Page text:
Dry home costs $2500 more
Thursday 24 June 2004
New building standards to stop leaks will cost about $2500 a house - but the changes are predicted to save about $800 million in repair bills.
By The LandlordAs a torrential downpour exhausted itself over Auckland yesterday, Building Industry Authority chairman Barry Brown launched changes to the Building Code, to outlaw some materials and practices that have contributed to homes rotting.
The changes are a response to the leaky building crisis, which some experts believe could affect tens of thousands of houses built in the last decade.
The new rules, covering a range of common building practices, govern construction of timber-framed buildings up to three levels high. They come into force from next February 1 and add more detail on how buildings should be designed and built to stop them leaking.
People building under the existing rules have until January 2006 to finish work and get their buildings signed off by a council inspector.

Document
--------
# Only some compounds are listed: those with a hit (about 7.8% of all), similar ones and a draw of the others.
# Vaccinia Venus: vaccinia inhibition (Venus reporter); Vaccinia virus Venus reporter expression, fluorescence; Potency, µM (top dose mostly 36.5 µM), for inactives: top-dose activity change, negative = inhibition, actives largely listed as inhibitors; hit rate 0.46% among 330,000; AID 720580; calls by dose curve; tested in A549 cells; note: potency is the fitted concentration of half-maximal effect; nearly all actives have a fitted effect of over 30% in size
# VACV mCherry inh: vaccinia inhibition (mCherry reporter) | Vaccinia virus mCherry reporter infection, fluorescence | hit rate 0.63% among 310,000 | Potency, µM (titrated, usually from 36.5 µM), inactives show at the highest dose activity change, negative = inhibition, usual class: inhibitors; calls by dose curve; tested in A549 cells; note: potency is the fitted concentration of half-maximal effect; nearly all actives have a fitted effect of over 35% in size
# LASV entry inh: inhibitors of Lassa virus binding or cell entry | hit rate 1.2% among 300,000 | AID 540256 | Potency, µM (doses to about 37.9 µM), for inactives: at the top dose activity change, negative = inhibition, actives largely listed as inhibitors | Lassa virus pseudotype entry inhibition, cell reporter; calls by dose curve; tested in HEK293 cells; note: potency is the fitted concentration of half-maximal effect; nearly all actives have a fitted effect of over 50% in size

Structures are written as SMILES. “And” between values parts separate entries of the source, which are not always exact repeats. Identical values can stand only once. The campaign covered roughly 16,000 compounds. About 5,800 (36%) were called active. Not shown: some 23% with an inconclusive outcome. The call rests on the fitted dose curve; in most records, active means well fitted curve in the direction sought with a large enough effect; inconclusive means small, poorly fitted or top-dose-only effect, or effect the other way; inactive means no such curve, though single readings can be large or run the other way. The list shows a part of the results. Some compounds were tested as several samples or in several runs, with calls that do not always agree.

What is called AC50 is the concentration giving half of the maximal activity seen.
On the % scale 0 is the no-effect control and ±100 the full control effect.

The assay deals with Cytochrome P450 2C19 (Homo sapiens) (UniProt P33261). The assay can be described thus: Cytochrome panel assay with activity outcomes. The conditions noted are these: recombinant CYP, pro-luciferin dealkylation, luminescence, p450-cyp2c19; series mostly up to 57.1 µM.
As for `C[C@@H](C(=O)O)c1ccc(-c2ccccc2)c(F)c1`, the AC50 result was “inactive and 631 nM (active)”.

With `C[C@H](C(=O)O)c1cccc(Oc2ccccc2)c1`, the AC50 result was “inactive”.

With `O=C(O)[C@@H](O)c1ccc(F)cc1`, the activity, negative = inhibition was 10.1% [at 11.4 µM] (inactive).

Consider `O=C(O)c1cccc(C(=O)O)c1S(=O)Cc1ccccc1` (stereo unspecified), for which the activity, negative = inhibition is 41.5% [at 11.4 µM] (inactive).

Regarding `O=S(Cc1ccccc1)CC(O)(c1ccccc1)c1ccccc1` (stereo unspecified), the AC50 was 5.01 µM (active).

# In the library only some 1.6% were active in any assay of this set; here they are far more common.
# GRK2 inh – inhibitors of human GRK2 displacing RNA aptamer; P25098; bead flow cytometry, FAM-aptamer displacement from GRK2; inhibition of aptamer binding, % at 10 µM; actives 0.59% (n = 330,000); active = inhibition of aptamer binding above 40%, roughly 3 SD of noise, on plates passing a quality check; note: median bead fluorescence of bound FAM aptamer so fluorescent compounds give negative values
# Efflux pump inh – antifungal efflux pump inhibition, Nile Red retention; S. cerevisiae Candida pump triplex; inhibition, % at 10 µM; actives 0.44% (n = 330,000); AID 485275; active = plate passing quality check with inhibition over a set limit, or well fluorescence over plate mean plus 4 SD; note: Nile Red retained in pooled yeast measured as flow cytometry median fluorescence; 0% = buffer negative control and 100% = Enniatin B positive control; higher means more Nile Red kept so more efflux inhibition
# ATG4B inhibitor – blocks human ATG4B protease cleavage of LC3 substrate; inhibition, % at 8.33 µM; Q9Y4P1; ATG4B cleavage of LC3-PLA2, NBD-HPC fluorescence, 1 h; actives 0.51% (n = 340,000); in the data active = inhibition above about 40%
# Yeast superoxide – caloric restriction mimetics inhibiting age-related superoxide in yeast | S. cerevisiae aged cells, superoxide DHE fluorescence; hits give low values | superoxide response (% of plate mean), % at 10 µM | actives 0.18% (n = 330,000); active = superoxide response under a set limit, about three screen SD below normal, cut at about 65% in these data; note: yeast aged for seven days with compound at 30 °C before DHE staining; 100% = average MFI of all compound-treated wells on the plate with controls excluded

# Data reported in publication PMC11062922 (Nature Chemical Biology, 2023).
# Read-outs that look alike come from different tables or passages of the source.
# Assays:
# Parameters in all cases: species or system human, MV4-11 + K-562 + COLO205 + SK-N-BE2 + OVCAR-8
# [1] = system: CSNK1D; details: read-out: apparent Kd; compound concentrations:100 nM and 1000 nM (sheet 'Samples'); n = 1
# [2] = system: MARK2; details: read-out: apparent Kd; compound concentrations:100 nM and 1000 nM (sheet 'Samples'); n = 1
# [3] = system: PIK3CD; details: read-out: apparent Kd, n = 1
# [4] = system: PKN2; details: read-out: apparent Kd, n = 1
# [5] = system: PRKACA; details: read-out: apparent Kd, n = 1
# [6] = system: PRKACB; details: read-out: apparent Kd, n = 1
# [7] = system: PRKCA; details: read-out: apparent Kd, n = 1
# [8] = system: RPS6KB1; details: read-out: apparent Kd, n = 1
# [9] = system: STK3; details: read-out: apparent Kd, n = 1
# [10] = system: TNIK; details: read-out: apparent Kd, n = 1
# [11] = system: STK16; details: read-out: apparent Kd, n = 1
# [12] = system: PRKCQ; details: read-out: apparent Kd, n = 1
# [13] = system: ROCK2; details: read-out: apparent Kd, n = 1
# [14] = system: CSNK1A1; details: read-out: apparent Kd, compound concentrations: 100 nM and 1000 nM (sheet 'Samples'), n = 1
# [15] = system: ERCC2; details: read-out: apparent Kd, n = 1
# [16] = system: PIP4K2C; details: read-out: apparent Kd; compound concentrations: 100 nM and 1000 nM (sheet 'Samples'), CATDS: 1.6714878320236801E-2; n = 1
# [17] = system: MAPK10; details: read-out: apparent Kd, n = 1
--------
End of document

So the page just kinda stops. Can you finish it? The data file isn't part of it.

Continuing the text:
Read More - Opens in a new window
Commenting is closed
The property market recovery just keeps stepping up the pace, with QV’s latest data revealing that all sixteen of the major cities they monitor saw quarterly value growth in January.
Tightening credit conditions could impact on New Zealand’s booming commercial property market, according to the Property Council’s chief executive.
Heartland has expanded its reverse mortgage business and will now lend against investment properties and second homes, as the product becomes more popular in New Zealand.